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The following FAQs will help clarify some of the key issues surrounding the Central Securities Depository Regulation (CSDR).


CSDR introduces new measures for the authorisation and supervision of the European Union (EU) Central Security Depositaries (CSDs) and sets out to create a common set of prudential, organisational, and conduct of business standards at a European level. A large part of CSDR facilitates the objectives of Target2-Securities (T2S) regulation by the introduction of a securities discipline regime. This harmonises operational aspects of securities settlement, including the provision of shorter settlement periods; mandatory buy-ins; and cash penalties, to prevent and address settlement fails.

  • Introduce rules and safeguards in the event of CSD insolvency;
  • Standardises CSD regulations across all of Europe;
  • Provides greater transparency and more open access in the market; and
  • Improve settlement timeframes and reduce the number of fails.
  • The offering of omnibus and segregated accounts;
  • The requirement to report internalised settlement; and
  • The introduction of the settlement discipline regime.

Segregated Accounts

Article 38(5) of CSDR requires firms to offer their clients the choice between omnibus client segregation in an Omnibus Client Segregated Account (OSA) and individual client segregation in an Individual Client Segregated Account (ISA). Account segregation is offered at the custody level as opposed to at the clearance level.
This requirement requires CSDs to maintain records and accounts that enable a participant to hold, in their books, securities separately from other participants and from any proprietary assets the CSD itself may hold.
CSD participants need to be ready to offer their clients a choice of segregated or omnibus accounts as and when each CSD is re-authorised under CSDR.

An OSA is used to hold the securities of a number of clients on a collective basis.

An ISA is used to hold the securities of a single client and therefore the client’s securities are held separately from the securities of other clients and the firm’s own proprietary securities.

The general industry perception is that individually segregated accounts do not offer any further asset protection over omnibus accounts. This is largely due to the existing client asset protection regime that already provides a level of protection to securities held in an omnibus account. In the event of CSDs insolvency, it is not expected that the investor’s entitlement to their securities at the CSD would be affected regardless of whether the securities are held in ISAs or OSAs.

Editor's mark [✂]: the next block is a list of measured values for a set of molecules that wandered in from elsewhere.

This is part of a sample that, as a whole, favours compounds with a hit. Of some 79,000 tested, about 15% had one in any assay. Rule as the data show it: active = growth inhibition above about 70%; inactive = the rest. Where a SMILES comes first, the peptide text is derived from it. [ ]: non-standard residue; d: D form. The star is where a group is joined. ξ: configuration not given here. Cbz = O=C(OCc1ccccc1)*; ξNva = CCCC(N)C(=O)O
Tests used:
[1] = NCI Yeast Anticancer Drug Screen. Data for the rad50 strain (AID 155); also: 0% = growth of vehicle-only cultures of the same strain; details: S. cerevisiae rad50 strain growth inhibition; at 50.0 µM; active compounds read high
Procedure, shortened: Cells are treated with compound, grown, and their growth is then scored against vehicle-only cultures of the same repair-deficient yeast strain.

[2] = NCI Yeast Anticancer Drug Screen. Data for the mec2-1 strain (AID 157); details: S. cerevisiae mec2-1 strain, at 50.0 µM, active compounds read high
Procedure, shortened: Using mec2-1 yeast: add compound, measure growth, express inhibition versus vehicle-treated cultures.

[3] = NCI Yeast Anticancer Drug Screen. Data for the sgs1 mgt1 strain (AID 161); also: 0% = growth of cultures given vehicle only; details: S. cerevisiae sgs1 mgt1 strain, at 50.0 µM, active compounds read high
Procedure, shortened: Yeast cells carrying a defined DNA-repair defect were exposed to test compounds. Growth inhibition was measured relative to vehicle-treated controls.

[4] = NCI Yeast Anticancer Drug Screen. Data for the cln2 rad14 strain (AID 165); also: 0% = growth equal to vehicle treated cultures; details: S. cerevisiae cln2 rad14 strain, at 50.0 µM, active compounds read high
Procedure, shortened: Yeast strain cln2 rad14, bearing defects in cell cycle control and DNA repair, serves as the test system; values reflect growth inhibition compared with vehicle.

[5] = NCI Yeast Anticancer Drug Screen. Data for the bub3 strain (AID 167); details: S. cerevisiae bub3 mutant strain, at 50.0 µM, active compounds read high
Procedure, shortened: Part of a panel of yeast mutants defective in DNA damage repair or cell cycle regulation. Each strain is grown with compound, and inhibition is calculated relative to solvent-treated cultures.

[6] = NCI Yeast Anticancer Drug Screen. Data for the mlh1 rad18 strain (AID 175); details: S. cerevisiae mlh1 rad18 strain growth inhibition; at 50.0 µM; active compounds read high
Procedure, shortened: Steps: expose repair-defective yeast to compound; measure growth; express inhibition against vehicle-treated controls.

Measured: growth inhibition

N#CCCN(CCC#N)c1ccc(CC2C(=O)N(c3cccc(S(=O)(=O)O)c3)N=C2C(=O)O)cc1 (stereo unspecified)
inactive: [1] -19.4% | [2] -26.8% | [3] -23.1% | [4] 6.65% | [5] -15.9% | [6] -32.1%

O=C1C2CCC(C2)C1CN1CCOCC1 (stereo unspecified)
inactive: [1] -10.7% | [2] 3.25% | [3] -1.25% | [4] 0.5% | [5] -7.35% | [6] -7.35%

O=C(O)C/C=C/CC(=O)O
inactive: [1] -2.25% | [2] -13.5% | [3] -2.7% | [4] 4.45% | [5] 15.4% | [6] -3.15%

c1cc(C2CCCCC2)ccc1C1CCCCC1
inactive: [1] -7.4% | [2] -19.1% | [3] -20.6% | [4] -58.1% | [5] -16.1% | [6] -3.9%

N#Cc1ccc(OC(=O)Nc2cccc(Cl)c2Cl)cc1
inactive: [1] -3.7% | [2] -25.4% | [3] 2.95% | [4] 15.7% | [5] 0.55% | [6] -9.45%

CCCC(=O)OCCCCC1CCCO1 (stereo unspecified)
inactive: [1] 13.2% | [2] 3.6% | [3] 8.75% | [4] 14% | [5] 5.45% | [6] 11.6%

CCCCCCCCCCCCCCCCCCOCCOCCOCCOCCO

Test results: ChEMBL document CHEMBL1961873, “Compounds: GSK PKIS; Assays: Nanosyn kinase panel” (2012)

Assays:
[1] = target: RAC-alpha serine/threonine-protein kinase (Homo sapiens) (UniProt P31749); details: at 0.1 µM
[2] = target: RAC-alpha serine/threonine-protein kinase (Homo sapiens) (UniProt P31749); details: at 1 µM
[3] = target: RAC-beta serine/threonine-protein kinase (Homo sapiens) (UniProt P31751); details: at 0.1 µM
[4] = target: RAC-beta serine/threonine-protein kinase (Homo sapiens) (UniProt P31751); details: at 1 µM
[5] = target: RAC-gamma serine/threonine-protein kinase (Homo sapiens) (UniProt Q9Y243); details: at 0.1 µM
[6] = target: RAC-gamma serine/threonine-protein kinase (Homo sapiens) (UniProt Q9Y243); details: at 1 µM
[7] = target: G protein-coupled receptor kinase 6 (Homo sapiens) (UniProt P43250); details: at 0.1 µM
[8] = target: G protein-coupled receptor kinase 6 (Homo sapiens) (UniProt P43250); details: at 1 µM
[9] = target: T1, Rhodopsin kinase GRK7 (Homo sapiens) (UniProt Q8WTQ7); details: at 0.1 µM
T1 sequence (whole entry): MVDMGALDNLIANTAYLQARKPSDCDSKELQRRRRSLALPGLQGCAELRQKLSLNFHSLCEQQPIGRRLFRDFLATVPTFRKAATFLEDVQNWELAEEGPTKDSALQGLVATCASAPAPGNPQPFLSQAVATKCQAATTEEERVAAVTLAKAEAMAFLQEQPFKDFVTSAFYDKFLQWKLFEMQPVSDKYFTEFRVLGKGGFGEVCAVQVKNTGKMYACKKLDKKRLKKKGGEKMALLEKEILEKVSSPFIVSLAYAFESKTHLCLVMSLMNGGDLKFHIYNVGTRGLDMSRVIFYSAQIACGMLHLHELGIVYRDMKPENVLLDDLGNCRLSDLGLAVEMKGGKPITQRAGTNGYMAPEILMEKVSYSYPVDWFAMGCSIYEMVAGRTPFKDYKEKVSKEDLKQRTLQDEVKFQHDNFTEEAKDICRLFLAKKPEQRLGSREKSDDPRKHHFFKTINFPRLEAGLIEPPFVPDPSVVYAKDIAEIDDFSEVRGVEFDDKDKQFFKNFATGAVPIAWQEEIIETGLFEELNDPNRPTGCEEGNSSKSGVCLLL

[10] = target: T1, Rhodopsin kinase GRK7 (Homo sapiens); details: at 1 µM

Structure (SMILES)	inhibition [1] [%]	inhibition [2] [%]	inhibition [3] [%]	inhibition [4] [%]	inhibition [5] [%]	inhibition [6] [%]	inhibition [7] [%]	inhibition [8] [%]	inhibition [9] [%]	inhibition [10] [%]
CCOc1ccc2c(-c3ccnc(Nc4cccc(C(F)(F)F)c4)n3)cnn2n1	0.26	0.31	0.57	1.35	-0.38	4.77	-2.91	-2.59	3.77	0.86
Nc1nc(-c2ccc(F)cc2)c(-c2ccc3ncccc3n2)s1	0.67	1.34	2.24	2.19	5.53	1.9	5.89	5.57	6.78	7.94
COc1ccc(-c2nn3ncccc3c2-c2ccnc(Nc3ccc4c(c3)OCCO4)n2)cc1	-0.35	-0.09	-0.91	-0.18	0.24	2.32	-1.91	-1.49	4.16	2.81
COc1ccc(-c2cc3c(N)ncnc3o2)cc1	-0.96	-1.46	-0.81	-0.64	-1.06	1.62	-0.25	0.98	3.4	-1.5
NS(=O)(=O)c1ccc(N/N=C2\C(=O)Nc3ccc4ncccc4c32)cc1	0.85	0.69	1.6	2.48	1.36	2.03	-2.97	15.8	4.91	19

In general, CSD participant firms should be reviewing the impact of all the CSDR requirements on them and communicating on all CSDR themes that are relevant to their clients.

With regards to segregated accounts:

  • Firms should be discussing the risks associated with choosing a segregated or omnibus account;
  • Firms should work out now what they plan to offer to their clients and how they will make this offering available, so that the options will be ready for communication to clients as soon as the CSDs receive their re-authorisations;
  • Firms should be in a position to offer their investors the choice between OSA and ISA once each EU CSD becomes re-authorised under CSDR, and
  • Under Article 38(6) of CSDR firms are required to publicly disclose the levels of protection associated with the different levels of segregation that they provide in respect of securities that they hold directly for clients with EU CSDs and to inform their clients of the costs and risks associated with the different levels of protection. Firms should also be preparing these disclosures.

The regulation states that all CSDs must apply for a universal CSD licence to operate and undergo a re-authorisation process to operate under the new CSDR regime. EU member state CSDs had six months to submit their authorisation files with their respective national competent authorities (NCAs) following the publication in the EU Official Journal (OJ) of the official set of Regulatory Technical Standards (RTS), published on 10 March 2017. Application files were submitted to the NCAs in September 2017.

Article 38 (6) states that CSDs and their participants should offer their services on reasonable commercial terms. There are no prescribed costs detailed in CSDR itself. In general, the costs are higher for maintaining an ISA over an OSA due to the increased operational complexity and the costs associated with setting up and maintaining an ISA. Each CSD and its participants are required to disclose the costs associated with the different levels of protection associated with an ISA and an OSA.

Internalised Settlement Reporting

Internalised settlement reporting requirements apply to transactions that are settled internally i.e. outside of a securities settlement systems.

Firms will be required to report the volume and value of all securities transactions that were settled internally on a quarterly basis to our local competent authorities.

The first internalised settlement report, that was due to the local competent authorities on 12 July 2019, contained details of transactions that were settled internally from 1 March 2019 to 30 June 2019 inclusive.

The European Securities and Markets Authority (ESMA) has drafted technical standards to establish the forms, templates and procedures for the reporting and transmission of this information to the local competent authorities.

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